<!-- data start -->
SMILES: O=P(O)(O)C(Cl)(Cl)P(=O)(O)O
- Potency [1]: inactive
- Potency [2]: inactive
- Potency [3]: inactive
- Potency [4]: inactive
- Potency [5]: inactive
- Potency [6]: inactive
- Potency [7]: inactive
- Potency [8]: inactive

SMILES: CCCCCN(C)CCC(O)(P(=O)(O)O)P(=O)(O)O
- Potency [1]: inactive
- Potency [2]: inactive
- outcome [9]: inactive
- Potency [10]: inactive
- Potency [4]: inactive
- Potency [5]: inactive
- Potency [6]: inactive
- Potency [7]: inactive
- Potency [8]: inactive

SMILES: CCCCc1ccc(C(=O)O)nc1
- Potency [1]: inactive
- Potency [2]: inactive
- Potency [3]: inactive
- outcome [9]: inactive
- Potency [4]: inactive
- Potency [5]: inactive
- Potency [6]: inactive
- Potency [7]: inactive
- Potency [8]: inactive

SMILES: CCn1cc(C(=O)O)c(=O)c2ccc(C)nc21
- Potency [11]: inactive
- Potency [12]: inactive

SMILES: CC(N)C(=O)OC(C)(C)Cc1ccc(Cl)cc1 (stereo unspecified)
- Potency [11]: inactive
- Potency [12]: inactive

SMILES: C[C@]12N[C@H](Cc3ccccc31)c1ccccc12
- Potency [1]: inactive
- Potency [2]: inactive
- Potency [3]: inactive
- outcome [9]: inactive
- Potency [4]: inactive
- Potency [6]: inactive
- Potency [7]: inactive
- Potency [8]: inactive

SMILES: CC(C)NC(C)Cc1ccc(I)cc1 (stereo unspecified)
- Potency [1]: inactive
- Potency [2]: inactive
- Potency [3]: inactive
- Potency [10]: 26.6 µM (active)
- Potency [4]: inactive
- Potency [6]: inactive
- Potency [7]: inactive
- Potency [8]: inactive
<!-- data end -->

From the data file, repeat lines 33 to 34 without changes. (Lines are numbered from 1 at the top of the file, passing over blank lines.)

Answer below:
SMILES: CC(N)C(=O)OC(C)(C)Cc1ccc(Cl)cc1 (stereo unspecified)
- Potency [11]: inactive